Although in one sense a Christmas disc (many of the texts sing about related subjects), it would be churlish to exclude this lovely disc on the basis we're now in January. Imagining the sounds of medieval Riga, and dispelling any sense of stuffy, voice-bound-to-text performance practice, this is a collection of chants backed by instruments such as the bagpipes, hurdy gurdy and the kokle, a Baltic zither. It is a remarkable adventure.
The performers are the Schola Cantorum Riga the resident vocal group of Riga Cathedral (the largest cathedral of the Baltics); and the disc encompasses repertoire from their home city (in what would then have been known as Livonia rather than Latvia) as well as Hamburg, Lund and Limoges: unexpectedly cosmopolitan, one might suggest. Although we're in a different era, one might suggest this disc as a perfect companion to a previous disc recommended by Classical Explorer: The Suspended Harp of Babel on ECM, a celebration of the Estonian tradition in the music of Kreek.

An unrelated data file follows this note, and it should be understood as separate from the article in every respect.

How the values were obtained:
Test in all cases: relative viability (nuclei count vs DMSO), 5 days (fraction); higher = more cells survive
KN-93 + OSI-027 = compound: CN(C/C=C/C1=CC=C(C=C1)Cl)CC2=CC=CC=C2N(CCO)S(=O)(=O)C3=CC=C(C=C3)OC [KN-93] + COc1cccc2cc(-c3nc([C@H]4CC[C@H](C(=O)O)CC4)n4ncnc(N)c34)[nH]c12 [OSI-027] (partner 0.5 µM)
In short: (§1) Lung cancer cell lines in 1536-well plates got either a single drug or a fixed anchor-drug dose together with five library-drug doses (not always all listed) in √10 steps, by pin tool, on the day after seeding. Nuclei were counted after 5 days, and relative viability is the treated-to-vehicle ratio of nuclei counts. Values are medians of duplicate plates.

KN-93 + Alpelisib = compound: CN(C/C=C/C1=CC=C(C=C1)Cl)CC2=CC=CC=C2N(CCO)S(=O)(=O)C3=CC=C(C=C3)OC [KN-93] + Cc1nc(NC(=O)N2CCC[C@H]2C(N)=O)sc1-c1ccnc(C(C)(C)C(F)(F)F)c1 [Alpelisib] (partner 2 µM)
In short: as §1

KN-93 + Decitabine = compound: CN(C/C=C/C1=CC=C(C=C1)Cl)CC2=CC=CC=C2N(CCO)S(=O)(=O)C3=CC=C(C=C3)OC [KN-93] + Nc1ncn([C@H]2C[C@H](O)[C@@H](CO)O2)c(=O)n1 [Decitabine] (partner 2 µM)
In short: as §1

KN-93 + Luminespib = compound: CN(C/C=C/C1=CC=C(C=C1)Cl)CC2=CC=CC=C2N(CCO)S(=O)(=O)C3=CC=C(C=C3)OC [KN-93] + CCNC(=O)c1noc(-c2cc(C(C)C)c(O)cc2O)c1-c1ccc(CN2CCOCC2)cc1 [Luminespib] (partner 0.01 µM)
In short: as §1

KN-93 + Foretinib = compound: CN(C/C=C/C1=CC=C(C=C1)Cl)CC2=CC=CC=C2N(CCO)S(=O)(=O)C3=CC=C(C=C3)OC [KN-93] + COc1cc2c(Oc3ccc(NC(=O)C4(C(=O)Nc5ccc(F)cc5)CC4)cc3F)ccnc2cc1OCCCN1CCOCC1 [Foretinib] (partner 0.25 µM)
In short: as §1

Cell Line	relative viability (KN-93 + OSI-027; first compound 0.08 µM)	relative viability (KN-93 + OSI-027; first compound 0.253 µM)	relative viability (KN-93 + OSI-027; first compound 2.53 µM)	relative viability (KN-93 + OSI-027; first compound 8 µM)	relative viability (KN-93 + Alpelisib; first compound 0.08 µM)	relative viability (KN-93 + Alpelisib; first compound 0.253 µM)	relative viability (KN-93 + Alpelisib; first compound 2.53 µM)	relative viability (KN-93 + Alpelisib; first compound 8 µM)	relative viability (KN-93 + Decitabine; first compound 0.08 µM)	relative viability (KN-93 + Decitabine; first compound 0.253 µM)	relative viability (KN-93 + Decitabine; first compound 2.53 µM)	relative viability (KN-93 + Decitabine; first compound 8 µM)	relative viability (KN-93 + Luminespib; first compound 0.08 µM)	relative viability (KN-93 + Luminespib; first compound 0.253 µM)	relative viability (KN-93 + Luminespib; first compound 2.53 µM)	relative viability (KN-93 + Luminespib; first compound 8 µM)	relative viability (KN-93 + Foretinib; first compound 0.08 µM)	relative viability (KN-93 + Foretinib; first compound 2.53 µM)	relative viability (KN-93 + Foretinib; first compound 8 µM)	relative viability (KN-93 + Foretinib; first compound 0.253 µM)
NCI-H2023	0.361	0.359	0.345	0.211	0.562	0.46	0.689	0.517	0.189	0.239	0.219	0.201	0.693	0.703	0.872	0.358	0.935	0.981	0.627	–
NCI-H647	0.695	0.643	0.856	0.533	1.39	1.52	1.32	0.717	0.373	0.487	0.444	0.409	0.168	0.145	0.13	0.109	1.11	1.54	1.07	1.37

Here's the Schola Cantorum Riga's own introduction to the disc:
The result of this mixing of instruments and late Medieval chant is spellbinding. Try this, the versus Uterus Hodie:
... or the haunting instrumental opening to the Hymnus Plangas cum lacrimis:
The music includes example of elements of the ancient form of traditional Latvian vocal polyphony, Teikšana or saukšana (“saying” or “calling”), as can be heard in Miserere Mei, a Gergorian "cantus falsobordone". Veni Sancte Spiritus is sung in the early Livonian language, and the ensemble decided to sing the Latin words throughout the album in their local Latvian accent.
These are important documents as well as being toe-curlingly beautiful. The "Kyrie eleison ymas" is from Riga Cathedral's 15th-century Riga Missal (Missale Rigense) manuscript:
Led by Guntars Prānis, himself an expert in his field, this disc celebrates in the liveliest, but also most profound, fashion how liturgical music sat alongside improvisation. The performances just sound alive. By taking music from various locations, we travel across medieval Europe while looking through a decidedly Latvian pair of eyes; it is a journey like no other (it even includes a chant about a unicorn), and is fully worthy of exploration.